Injured soliders who remained on the field if the army had moved on were now in terrible danger. Local peasants and other civilians would flood the battlefield to ruthlessly loot the fallen. Many soldiers were stripped naked, and a knife quickly drawn across the throat. In the pre-modern age, everything had value from boots to buttons to teeth. If the injured soldier was alive, the looter might be in a hurry and not kill them. Sometimes a solider might be wearing a ring that was hard to take off. Alive or dead, a looter could very well chop the fingers off. Teeth were also valuable and if the looter didn’t want to get blood on the clothes from stabbing a wounded man, then they might rip the teeth out of a living injured soldier. 

For this reason civilian looters were regarded as scum by soldiers throughout the Napoleonic and Victorian periods. A soldier might regard himself as entitled to loot because he had risked his life in battle, but a civilian had no such entitlement as far as a soldier was concerned. Looters were often chased off, or run down by cavalry, or stung up from a tree, or given a good beating as a warning. Wellington had very strong views on looting and maintained a strict system of Provost Marshals to keep order.

There was another slim hope for the incapacitated soldiers. Sometimes the army remained in place. Musicians were often employed during battle as primitive stretcher bearers and would often search the battlefield for injured who might still be alive.

As you can see though, for the injured getting off the battlefield and getting treated was vital. It could often a case of looking out for yourself. Men performed feats of endurance that sound shocking to us today.

That first big problem of getting off the field was complicated just by the logistics of it. Men performed feats of endurance that sound shocking to us today. Men with lost limbs would force themselves up, and to travel to get help must have been agonising. Most regiments had some form of band and would employ bandsmen as stretcher barriers. These were not the modern, lightweight easily portable versions we know today. Some were canvass with long heavy poles. They were hard to handle and very heavy. They were an encumbrance. Some regiments used a simply canvass sling under a light weight pole. This was more comfortable and quicker, but it swayed and compressed the injured body.  Neither method was waterproof, nor did it keep the injured warm and stop them going into shock.

For Scottish regiments, the long sashed kilt might be a very useful alternative. An officers kilt could be used as a soft carrying blanket. A popular senior officer supported in his kilt by four strong Scotsmen could be moved fairly quickly off the field and in some comfort. Of course an unpopular officer might find it difficult to attract attention and end up dying a lonely death. Carts were common off the battlefield, but not on it. The forward thinking French experimented with ambulances.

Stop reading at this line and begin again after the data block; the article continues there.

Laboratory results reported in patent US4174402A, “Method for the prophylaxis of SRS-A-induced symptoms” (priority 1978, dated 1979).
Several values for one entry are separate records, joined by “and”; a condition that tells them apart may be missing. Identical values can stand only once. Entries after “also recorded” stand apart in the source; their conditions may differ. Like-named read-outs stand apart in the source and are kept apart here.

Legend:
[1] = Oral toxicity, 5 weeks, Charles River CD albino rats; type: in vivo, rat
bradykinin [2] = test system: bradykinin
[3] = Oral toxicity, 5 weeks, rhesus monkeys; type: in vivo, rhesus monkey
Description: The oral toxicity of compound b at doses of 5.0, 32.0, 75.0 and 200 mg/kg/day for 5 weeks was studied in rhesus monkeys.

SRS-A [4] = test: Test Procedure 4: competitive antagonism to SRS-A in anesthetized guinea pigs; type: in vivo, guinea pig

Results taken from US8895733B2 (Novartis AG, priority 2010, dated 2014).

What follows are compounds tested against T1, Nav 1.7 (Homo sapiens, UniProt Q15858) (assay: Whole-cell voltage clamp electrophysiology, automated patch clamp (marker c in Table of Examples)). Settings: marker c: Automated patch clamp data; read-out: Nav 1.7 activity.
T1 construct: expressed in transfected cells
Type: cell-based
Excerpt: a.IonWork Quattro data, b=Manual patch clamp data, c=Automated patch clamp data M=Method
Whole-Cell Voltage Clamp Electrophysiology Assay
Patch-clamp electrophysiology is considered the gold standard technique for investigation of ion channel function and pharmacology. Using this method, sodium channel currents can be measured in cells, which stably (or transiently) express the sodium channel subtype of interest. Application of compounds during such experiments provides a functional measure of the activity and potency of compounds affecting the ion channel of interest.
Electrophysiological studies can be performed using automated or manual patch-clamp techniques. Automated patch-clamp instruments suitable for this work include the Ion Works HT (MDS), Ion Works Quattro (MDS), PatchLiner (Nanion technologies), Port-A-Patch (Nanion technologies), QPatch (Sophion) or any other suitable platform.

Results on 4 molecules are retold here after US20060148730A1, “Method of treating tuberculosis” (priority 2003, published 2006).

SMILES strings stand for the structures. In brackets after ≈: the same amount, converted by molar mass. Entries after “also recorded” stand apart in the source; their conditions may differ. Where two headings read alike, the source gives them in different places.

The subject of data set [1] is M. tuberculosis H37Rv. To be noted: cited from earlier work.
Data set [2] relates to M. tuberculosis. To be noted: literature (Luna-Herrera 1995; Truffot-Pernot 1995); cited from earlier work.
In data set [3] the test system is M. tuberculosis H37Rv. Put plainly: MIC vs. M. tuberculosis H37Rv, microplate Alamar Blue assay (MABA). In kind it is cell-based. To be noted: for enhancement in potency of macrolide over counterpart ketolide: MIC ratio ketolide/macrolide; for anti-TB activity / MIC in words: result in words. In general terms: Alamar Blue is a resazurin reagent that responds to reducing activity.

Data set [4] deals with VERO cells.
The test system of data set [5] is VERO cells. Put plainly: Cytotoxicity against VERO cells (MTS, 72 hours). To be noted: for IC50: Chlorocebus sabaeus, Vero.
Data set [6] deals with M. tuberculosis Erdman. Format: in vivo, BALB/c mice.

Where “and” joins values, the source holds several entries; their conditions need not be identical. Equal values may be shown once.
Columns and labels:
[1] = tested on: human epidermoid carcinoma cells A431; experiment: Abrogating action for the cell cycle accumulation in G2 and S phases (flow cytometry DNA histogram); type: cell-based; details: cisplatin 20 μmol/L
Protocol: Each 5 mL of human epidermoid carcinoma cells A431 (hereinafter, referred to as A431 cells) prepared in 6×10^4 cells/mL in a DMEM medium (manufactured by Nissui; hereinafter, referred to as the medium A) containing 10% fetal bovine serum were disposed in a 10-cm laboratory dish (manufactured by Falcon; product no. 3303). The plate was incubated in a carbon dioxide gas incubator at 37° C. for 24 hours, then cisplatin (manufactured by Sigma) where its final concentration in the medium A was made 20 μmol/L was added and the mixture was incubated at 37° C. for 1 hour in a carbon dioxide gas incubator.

Treatment naturally depended on the nature of the injury. As this was the age before the discovery of infection or antibiotics or anaesthesia, treatment tending to be more based on surgery and home remedy than what we would consider appropriate today. Surgeons should have had a personal kit containing their favoured surgical implements although difficulties on campaign sometimes left them without their kit. These kits were usually boxes or rolled hand bags or grips, usually contained a knife or scalpel of some kind, a saw, various hooks and retractors, and the only really effective pain killer of the day an opiate called Laudanum (containing approximately 10% powdered opium by weight, equivalent to 1% morphine). This was an opiate, but nothing like as effective as modern morphines, or ethers, or even cocaine or chloroform. When and how to intervene was very much based on the judgement of the individual surgeon; there were no standard clinical guidelines. Some surgeons, particularly very clever ones with good analytical data to back it up (like Dr Gutherie) were convinced immediate intervention was essential, as quickly as possible with only a small pause to stabilise the patient. Others preferred to wait longer to allow the patient to recover more before surgery, especially in the case of amputations. This was risky either way. Lacking saline, the patient was at risk of immense fluid loss, and delays could exacerbate the problem. Besides waiting increased the risk of infection. Of course, the surgeon was unlikely to sterilise his implements or even wash his hands between operations, so infection during surgery was frighteningly common. It was a common prayer across the various armies “god save me from the surgeons knife.”

None of this should mislead you into thinking that surgery was mere butchery. It most certainly wasn’t. Circulation was well understood, and there would be no recourse to magic, or horoscopes or balancing of humours as might have been the case until fairly close to the period. Bones could be set with skill, and even fractured skulls could be repaired. If you have seen the film “Master and Commander” or read any of the excellent Jack Aubrey books, there is an excellent scene where Dr Maturin replaces a fragment of skull in a comatose patient with a piece of coin. This is based on historical accounts and was a surprisingly complicated operation.

One of the other big tools missing from the surgeons arsenal was his ever present companion of the future – the Anaesthetist. The anaesthetist does far, far more than put a patient to sleep. They perform many essential functions; keeping a patient deeply asleep, with muscles chemically relaxed to the point where unaided breathing would be impossible. This state of muscled relaxed unconsciousness, along with antibiotics & pain control is one of the great foundations stones of sophisticated modern medicine. Without it, surgery is extremely difficult.